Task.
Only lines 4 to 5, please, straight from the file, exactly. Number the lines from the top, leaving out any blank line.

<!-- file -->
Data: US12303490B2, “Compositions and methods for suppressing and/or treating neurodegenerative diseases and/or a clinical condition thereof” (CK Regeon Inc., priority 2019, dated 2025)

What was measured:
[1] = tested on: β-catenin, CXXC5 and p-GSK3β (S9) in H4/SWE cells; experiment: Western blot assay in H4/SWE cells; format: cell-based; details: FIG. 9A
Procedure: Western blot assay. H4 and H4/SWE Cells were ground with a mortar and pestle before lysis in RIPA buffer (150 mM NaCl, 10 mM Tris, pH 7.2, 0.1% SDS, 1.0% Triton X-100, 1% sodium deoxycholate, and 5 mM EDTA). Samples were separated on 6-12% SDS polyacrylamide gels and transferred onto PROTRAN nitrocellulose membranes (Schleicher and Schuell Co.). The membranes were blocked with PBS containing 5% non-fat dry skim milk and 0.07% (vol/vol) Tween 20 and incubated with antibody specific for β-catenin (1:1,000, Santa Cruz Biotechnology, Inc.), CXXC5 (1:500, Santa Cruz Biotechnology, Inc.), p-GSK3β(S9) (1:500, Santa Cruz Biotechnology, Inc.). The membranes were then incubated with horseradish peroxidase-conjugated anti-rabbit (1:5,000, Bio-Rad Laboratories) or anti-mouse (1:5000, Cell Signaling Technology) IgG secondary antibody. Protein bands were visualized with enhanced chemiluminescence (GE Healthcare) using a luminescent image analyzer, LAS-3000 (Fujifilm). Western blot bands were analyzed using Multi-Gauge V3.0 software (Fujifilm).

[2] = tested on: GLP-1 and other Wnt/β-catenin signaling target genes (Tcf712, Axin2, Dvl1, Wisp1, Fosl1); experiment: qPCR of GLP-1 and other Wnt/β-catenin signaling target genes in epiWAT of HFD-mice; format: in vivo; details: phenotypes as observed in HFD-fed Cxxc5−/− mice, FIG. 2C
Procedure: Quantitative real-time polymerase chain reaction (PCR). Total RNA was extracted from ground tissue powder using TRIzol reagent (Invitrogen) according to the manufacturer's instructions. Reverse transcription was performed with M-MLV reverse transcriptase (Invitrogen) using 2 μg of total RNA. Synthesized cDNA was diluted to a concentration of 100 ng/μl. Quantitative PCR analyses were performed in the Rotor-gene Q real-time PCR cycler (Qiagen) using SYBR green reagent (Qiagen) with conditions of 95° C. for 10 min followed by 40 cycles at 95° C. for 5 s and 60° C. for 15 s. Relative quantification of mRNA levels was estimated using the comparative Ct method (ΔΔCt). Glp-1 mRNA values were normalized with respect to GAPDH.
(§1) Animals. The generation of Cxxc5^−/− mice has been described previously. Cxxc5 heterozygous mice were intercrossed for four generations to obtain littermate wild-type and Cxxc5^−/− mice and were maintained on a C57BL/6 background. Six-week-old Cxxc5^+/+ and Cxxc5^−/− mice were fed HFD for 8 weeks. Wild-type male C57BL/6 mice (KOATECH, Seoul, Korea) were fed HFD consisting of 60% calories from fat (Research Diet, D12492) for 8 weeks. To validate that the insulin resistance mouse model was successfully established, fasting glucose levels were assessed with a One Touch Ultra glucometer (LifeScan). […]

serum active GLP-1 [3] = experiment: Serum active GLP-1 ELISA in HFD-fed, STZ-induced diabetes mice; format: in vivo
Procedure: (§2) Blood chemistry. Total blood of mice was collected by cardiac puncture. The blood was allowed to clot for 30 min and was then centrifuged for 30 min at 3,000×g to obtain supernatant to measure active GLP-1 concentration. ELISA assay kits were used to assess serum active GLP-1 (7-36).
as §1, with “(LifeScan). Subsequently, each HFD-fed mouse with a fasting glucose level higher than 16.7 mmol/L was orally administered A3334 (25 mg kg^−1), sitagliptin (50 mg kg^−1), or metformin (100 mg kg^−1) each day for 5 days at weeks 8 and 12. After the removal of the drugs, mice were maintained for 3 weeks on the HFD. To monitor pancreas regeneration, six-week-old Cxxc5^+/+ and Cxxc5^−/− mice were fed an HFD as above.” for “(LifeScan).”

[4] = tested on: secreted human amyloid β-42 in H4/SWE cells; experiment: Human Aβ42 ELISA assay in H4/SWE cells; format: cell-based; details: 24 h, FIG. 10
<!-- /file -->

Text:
Procedure: Western blot assay. H4 and H4/SWE Cells were ground with a mortar and pestle before lysis in RIPA buffer (150 mM NaCl, 10 mM Tris, pH 7.2, 0.1% SDS, 1.0% Triton X-100, 1% sodium deoxycholate, and 5 mM EDTA). Samples were separated on 6-12% SDS polyacrylamide gels and transferred onto PROTRAN nitrocellulose membranes (Schleicher and Schuell Co.). The membranes were blocked with PBS containing 5% non-fat dry skim milk and 0.07% (vol/vol) Tween 20 and incubated with antibody specific for β-catenin (1:1,000, Santa Cruz Biotechnology, Inc.), CXXC5 (1:500, Santa Cruz Biotechnology, Inc.), p-GSK3β(S9) (1:500, Santa Cruz Biotechnology, Inc.). The membranes were then incubated with horseradish peroxidase-conjugated anti-rabbit (1:5,000, Bio-Rad Laboratories) or anti-mouse (1:5000, Cell Signaling Technology) IgG secondary antibody. Protein bands were visualized with enhanced chemiluminescence (GE Healthcare) using a luminescent image analyzer, LAS-3000 (Fujifilm). Western blot bands were analyzed using Multi-Gauge V3.0 software (Fujifilm).

[2] = tested on: GLP-1 and other Wnt/β-catenin signaling target genes (Tcf712, Axin2, Dvl1, Wisp1, Fosl1); experiment: qPCR of GLP-1 and other Wnt/β-catenin signaling target genes in epiWAT of HFD-mice; format: in vivo; details: phenotypes as observed in HFD-fed Cxxc5−/− mice, FIG. 2C